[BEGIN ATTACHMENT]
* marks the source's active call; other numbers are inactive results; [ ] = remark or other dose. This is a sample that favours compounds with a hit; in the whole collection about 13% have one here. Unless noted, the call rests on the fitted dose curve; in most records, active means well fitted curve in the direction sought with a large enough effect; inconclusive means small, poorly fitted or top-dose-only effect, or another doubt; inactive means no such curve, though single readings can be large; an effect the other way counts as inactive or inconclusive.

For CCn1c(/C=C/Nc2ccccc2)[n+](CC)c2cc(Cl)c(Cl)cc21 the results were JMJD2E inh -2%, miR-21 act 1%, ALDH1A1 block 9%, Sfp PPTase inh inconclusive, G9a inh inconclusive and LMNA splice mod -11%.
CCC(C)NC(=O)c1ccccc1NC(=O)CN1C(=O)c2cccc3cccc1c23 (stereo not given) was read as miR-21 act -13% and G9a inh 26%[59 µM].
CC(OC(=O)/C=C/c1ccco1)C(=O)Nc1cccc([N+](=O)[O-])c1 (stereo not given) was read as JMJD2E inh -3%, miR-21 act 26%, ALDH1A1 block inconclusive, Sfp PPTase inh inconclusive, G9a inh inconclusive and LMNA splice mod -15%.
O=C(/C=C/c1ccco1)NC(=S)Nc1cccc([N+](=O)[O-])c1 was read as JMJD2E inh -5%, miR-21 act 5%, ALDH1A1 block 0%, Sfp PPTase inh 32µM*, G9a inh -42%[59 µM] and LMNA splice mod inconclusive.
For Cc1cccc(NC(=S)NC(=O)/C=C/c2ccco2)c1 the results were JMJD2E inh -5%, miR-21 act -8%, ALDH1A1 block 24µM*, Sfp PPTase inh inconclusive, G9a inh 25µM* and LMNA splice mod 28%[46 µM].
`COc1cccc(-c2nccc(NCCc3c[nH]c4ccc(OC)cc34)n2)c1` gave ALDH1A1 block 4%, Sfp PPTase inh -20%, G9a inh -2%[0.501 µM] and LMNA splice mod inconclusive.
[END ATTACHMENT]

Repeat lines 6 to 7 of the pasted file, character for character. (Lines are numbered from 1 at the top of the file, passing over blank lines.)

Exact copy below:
For Cc1cccc(NC(=S)NC(=O)/C=C/c2ccco2)c1 the results were JMJD2E inh -5%, miR-21 act -8%, ALDH1A1 block 24µM*, Sfp PPTase inh inconclusive, G9a inh 25µM* and LMNA splice mod 28%[46 µM].
`COc1cccc(-c2nccc(NCCc3c[nH]c4ccc(OC)cc34)n2)c1` gave ALDH1A1 block 4%, Sfp PPTase inh -20%, G9a inh -2%[0.501 µM] and LMNA splice mod inconclusive.